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Tart Cherry Juice for Exercise Performance and Recovery

The safety and scientific validity of this study is the responsibility of the study sponsor and investigators. Listing a study does not mean it has been evaluated by the U.S. Federal Government. Read our disclaimer for details. Identifier: NCT03313388
Recruitment Status : Completed
First Posted : October 18, 2017
Last Update Posted : June 28, 2018
Information provided by (Responsible Party):
Phil Chilibeck, University of Saskatchewan

Brief Summary:
This study evaluates the effects of tart cherry juice consumption on endurance exercise performance, fat metabolism during exercise, blood pressure, and recovery from exercise as assessed by muscle pain, muscle strength and electrical properties of muscle. Comparisons will be made to Gatorade consumption. Participants include those who are moderately active and have experience with cycling.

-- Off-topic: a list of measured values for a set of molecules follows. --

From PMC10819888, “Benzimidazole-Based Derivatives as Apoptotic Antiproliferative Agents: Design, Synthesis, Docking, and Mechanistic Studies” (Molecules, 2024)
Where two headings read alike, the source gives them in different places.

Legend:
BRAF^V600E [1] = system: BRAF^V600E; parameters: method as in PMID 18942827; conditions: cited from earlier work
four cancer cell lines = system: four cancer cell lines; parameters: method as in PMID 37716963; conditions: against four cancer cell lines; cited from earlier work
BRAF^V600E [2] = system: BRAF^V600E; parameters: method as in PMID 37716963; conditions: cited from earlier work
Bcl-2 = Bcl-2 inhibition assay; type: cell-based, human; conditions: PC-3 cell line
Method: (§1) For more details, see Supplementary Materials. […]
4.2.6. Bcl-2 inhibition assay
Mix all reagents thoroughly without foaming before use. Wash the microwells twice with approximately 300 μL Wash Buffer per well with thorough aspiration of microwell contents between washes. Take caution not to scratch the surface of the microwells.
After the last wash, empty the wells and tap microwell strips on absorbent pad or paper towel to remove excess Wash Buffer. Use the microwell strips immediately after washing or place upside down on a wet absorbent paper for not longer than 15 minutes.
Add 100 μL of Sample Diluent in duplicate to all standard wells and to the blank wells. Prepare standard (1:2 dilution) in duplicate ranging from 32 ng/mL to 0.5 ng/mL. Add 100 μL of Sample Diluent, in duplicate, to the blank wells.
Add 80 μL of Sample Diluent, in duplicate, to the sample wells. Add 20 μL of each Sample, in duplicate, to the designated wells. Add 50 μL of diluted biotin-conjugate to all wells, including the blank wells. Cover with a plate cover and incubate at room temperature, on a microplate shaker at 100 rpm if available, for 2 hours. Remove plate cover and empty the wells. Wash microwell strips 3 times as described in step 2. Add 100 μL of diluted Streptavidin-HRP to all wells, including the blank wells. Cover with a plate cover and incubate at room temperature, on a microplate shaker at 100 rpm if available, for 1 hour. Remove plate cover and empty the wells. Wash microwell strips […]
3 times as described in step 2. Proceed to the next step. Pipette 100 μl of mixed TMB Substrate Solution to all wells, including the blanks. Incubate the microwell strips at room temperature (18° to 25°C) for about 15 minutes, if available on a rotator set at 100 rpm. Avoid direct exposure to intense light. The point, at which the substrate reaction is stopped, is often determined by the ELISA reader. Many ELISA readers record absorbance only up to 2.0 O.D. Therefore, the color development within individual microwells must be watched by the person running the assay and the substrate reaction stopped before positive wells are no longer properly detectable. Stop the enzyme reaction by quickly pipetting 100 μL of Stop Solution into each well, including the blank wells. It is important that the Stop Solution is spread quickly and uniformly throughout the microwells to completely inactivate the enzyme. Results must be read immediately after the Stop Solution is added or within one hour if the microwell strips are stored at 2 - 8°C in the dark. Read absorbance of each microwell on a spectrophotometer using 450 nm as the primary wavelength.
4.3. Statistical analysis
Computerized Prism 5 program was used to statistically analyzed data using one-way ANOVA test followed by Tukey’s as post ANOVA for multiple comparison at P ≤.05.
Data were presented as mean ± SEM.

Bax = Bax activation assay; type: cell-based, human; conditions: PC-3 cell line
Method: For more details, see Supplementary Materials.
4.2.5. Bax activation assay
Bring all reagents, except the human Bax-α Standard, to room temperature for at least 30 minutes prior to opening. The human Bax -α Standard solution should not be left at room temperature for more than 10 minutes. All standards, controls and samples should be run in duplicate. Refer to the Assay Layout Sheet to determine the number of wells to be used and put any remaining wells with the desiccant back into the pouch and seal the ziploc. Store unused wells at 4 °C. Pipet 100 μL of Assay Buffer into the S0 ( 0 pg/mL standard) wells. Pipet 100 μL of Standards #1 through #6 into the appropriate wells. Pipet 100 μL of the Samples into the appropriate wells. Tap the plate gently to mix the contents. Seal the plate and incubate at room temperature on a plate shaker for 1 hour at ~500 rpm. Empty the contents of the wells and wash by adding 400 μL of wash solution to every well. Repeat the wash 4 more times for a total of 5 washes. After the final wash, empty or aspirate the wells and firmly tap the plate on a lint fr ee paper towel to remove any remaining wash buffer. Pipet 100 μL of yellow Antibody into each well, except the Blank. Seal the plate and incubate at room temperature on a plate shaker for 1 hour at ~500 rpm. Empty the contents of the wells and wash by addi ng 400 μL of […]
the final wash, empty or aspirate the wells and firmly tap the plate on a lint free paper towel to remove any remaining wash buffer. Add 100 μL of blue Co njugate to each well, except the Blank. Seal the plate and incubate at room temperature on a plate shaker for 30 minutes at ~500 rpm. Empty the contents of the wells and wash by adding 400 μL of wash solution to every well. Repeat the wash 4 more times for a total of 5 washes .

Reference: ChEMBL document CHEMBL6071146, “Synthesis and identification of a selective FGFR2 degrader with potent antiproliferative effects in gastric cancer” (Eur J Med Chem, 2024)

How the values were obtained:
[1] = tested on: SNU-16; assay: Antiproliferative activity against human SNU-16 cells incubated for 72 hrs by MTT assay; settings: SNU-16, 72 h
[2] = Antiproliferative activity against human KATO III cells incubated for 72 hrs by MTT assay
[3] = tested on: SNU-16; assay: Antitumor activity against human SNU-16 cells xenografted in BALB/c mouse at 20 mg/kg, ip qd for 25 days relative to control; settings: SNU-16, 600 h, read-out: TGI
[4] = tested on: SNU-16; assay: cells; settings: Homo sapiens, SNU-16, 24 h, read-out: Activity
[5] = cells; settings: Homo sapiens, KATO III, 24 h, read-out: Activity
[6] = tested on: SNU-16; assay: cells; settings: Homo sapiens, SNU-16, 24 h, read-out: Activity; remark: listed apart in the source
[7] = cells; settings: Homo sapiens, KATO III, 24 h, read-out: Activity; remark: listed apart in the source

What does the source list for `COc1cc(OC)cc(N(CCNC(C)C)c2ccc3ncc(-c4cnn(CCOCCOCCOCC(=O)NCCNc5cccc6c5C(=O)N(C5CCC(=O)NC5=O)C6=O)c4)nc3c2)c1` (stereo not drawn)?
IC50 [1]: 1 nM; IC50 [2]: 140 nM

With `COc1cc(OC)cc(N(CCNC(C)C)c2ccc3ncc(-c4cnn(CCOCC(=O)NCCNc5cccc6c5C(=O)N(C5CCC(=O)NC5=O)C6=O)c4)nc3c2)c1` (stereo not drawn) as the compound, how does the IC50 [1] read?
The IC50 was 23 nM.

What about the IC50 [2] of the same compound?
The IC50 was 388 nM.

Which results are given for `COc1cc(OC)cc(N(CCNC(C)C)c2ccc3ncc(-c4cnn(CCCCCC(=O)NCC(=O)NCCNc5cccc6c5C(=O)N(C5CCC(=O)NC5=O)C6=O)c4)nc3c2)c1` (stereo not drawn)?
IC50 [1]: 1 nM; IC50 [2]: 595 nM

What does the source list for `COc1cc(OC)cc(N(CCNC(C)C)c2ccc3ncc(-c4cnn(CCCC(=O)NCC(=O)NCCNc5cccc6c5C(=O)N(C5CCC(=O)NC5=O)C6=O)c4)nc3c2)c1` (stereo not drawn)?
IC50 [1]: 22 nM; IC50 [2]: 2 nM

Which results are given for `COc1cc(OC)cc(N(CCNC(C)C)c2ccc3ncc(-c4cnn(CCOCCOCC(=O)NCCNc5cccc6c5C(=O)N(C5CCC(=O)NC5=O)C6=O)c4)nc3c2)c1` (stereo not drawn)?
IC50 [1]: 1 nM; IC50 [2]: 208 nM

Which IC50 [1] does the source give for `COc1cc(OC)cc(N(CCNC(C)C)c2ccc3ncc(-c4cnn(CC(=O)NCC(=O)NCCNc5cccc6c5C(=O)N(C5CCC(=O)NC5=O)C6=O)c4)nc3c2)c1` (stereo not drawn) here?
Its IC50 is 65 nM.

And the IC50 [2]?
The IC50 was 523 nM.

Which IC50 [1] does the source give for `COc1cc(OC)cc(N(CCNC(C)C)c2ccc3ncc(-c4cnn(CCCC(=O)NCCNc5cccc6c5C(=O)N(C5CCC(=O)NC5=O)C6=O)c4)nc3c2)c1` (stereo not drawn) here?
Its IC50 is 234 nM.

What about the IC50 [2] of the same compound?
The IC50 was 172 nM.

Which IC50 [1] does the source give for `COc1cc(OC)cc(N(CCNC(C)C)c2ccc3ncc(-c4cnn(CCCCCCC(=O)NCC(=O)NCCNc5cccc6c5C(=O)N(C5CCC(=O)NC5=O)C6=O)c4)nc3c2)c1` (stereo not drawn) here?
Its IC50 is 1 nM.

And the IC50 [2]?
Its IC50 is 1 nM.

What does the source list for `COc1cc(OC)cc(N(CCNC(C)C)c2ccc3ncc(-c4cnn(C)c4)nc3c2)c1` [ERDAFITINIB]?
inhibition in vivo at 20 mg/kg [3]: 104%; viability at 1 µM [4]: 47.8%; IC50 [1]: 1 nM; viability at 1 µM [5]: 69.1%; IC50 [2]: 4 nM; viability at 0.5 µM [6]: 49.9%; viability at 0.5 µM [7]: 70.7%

Condition or disease Intervention/treatment Phase
Muscle Damage Dietary Supplement: Drink Not Applicable

Detailed Description:

Tart cherries are rich in bioactive components (i.e. flavonoids) that have anti-inflammatory and anti-oxidant properties. Inflammation and lipid peroxidation causes damage of skeletal muscle membranes during intense exercise. The damage of muscle increases the amount of time for muscle to recover from intense exercise, and can cause muscle strength to be reduced for days. When tart cherries in a concentrated form (i.e. as juice or powder) are consumed in the days leading up to intense exercise, there is a protective effect against inflammation, and lipid peroxidation . This theoretically prevents damage to the lipid component of muscle fibre membranes and helps to preserve muscle function - when muscle is damaged by intense exercise (i.e. either repetitive aerobic activity or high-force muscle contraction), consumption of cherry juice enhances the rate of muscle strength recovery following exercise compared to when a placebo (i.e. non-cherry) beverage is consumed . Muscle damage may be protected by cherry juice consumption; however, all studies evaluating the protective effect of cherries have assessed muscle damage by measuring muscle proteins in the blood. This rather indirect measure of muscle damage is highly variable and not always an accurate assessment of muscle damage; this may be why some studies indicate a reduction in markers of muscle damage with cherry juice consumption while others do not.